We can meditate on the question Who am I? If you're not an unkind person, then you're probably kind. I have known the soothing voice of suicide, and the aroma of death as a welcoming. Pain can splinter souls and leave carcasses as the only evidence that a soul existed at all. I have been a carcass much of my life, although no one could have known that. I learned very early on to disown myself, and to simultaneously smile on cue. The journey you are about to take, you do so as my companion. I write as the observer now, observing what has been through the jagged peephole of my self-awareness, contentedly unconcerned with the judgments of those who choose to come along for the ride. It is uneasy to remember, as well as to not be able to recall some of what has been. For these reasons I am thankful for the gentle shoulders of wisdom, as spirit urges me to allow uninhibited truths to be told. You will take this stroll down memory lane on the battered bricks that have laid my life's path, and discover how, in the most subtle of interactions, psyches surrender to fantasies and to the silent wills of others, for reasons unknown. In memory's reflection, it feels as if I have been murdered many times, and -- far more horrifying -- as if my suffering never mattered. But we also use filters when we listen. When we make assumptions or think we know a person, that becomes hardwired into our brains. We only hear them as that person. Even if that person changes or takes a different point of view, we will still hear them as we think we know them, not as they really are. We cannot actually hear and understand what they are saying. On one level I had robbed Rox of her individuality. She was a complex person I didn't know, and I had already started assuming things. I needed to step back from this, be aware of it, and push myself to remain open.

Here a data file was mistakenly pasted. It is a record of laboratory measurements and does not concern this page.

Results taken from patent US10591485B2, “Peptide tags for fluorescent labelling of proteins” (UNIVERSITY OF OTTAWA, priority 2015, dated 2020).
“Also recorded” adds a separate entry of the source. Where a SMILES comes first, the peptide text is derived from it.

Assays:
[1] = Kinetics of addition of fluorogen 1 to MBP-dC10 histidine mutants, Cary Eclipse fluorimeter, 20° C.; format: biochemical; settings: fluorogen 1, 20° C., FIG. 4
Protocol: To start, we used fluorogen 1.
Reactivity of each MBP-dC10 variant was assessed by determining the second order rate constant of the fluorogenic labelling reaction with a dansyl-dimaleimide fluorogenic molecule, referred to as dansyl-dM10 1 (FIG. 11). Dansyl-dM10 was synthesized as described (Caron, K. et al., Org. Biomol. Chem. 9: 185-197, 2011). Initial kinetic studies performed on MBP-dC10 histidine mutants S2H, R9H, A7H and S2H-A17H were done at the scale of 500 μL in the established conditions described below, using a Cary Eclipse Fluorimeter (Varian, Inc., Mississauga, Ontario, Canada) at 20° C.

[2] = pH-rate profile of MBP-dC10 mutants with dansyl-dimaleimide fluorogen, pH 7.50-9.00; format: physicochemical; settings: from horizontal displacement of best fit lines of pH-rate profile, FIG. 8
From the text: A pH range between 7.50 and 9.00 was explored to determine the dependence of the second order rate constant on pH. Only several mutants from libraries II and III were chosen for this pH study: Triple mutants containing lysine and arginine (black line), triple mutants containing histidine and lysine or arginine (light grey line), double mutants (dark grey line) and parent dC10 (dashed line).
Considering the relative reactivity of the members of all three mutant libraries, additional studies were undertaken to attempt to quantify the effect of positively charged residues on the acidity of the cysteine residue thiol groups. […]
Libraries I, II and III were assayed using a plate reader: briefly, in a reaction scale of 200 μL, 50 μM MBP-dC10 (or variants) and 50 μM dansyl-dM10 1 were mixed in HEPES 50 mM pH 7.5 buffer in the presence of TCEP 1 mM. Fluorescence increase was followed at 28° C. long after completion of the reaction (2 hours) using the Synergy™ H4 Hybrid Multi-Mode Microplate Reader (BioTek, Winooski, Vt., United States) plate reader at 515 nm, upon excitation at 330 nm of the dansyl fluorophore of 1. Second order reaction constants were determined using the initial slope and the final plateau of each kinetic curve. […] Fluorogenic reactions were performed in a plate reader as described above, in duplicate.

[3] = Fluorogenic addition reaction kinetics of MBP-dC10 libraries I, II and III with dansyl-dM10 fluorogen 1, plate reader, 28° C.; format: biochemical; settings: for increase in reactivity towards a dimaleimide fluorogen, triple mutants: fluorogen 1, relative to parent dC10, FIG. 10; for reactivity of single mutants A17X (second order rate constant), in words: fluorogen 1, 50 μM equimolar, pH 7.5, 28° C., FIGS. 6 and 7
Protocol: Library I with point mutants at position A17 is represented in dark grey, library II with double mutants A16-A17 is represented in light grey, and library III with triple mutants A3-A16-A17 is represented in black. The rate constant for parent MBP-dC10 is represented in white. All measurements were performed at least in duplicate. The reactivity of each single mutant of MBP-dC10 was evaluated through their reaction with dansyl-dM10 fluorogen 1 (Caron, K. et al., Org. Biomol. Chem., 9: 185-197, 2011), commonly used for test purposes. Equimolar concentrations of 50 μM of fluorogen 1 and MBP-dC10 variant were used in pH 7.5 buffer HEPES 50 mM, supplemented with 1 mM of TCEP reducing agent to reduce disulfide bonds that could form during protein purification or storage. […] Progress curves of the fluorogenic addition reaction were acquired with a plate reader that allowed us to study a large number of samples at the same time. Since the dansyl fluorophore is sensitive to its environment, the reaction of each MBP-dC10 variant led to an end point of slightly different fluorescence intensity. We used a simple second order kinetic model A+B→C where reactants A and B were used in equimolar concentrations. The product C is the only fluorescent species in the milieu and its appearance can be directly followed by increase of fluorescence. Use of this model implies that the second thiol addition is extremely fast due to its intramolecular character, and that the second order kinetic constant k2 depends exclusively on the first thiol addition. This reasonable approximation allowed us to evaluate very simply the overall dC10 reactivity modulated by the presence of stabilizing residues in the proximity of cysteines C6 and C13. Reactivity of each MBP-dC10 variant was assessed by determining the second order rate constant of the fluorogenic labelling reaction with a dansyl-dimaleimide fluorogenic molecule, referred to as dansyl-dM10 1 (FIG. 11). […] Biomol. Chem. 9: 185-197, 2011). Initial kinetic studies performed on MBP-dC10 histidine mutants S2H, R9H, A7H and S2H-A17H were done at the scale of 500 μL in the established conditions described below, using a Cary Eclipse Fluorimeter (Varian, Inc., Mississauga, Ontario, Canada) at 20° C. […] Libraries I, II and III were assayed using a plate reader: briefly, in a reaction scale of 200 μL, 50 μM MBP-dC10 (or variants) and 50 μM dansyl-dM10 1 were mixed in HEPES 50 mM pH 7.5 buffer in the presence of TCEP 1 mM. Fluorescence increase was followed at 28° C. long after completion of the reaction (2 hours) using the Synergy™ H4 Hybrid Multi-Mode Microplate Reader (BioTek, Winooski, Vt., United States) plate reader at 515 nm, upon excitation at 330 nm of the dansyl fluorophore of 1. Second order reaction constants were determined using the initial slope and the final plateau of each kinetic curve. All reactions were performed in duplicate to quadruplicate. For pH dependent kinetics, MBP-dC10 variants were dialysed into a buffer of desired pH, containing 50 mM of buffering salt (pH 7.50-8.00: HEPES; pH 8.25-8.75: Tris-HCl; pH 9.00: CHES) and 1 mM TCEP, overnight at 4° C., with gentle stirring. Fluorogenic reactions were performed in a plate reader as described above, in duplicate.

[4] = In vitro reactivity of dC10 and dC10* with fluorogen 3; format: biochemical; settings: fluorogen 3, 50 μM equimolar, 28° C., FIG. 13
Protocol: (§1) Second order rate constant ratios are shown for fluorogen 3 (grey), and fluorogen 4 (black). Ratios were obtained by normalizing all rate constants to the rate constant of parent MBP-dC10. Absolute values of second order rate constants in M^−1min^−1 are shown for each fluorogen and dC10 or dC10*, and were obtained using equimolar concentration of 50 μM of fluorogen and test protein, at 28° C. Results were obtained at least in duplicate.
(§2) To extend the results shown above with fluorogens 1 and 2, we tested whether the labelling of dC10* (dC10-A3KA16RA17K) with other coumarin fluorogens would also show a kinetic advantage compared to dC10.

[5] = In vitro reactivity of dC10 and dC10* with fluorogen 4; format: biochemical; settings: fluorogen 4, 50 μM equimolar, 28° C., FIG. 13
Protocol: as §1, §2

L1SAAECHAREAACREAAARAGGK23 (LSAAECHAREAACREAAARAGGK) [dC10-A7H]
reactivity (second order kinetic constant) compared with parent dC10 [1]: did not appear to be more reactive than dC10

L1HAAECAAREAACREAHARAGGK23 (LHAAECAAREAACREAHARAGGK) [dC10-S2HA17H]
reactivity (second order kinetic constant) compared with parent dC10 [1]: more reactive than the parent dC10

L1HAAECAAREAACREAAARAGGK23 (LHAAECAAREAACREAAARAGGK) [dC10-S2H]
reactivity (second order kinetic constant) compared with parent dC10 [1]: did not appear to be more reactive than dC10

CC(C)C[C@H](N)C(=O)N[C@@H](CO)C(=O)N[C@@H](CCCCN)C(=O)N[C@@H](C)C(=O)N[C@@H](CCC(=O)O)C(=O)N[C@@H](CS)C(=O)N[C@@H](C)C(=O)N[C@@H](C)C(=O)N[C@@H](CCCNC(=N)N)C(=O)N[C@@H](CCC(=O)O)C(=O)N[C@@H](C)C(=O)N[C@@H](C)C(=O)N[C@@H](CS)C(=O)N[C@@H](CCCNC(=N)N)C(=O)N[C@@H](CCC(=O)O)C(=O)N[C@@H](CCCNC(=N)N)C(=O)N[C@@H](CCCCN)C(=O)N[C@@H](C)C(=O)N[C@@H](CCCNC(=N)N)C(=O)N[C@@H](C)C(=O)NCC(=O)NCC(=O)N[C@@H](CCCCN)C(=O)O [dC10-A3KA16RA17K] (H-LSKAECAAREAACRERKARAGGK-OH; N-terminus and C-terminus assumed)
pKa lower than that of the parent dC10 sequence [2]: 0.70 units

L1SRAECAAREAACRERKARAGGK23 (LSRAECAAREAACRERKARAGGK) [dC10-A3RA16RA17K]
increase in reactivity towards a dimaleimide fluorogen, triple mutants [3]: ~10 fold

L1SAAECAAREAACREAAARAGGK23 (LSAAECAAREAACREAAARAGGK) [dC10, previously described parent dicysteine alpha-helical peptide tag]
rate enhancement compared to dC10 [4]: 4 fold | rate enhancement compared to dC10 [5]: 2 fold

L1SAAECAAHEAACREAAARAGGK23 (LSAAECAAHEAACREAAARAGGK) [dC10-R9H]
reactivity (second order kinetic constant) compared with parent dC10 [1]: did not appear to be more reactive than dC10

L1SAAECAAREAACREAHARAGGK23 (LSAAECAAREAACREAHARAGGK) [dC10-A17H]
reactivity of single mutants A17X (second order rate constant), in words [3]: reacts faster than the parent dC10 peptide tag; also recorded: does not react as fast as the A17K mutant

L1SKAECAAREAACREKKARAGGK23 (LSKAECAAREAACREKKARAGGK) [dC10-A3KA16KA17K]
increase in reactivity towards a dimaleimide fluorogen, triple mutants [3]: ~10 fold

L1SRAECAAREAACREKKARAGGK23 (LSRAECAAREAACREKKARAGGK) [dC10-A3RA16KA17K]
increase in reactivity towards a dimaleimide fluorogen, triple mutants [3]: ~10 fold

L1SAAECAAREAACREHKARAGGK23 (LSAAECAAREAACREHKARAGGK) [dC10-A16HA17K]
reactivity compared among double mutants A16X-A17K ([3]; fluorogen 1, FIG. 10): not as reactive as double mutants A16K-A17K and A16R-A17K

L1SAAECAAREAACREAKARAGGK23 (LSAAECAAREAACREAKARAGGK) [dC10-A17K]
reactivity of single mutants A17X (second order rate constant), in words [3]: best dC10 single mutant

When you find yourself filtering, hold yourself accountable. Look for the best and react to the words that are being said, not what you think those words really mean. If you're not someone who loves networking or being with lots of people in busy places, perhaps you're a nature lover who prefers chilling at home with those closest to you, or alone. Listen to the Warning Signs Emotions, feelings, aches, and pains--they're all the processing of data that tell us a story based on the way our brains assimilate our experiences (subconscious and conscious memories) and make a prediction about what the outcome might be. That information then serves as a call to action to the rest of the body and provides us with physical, emotional, behavioral, and cognitive cues: butterflies in our stomach, nausea, edginess, hunger pangs, a shiver, headaches, shallow breathing, stomach and muscle aches and tightness, or tension in our neck and shoulders, to name a few. Our body tells us to pay attention and primes us to react in many different ways, but we typically quiet them or ignore them and plow on. When we feel uneasy and tense, our body is communicating to us that we might be angry, stressed, and/or unwell. When we heed the signs, we can redress them throughout the day. Perhaps when our breathing becomes shallow, we might pause and take some long deep breaths. When we feel thirsty, we can have a drink. Teaching Our Children (and Our Inner Child) How to Make Space Psychological invisibility poisoned my thought process, as it invalidated my experiences large and small. Life was a balancing act. I tiptoed across a thin thread that was strung from one side of my mind to the other, as fate went about its merry way beneath me. Often I wondered if I were real at all. It is not possible to recover from your own soul's death without regurgitating the bitterness of what has been. A soul's death is the result of invalidation, and the only way to heal is by way of unearthing the ugliness that has been tucked away in the crevices of one's being. A survivor at heart, bizarre coping mechanisms kept me afloat in the cesspools of toxic emotions that flowed through my veins. Ashamed once, I am no more, as the tenderness of self-love blankets me with humble understanding.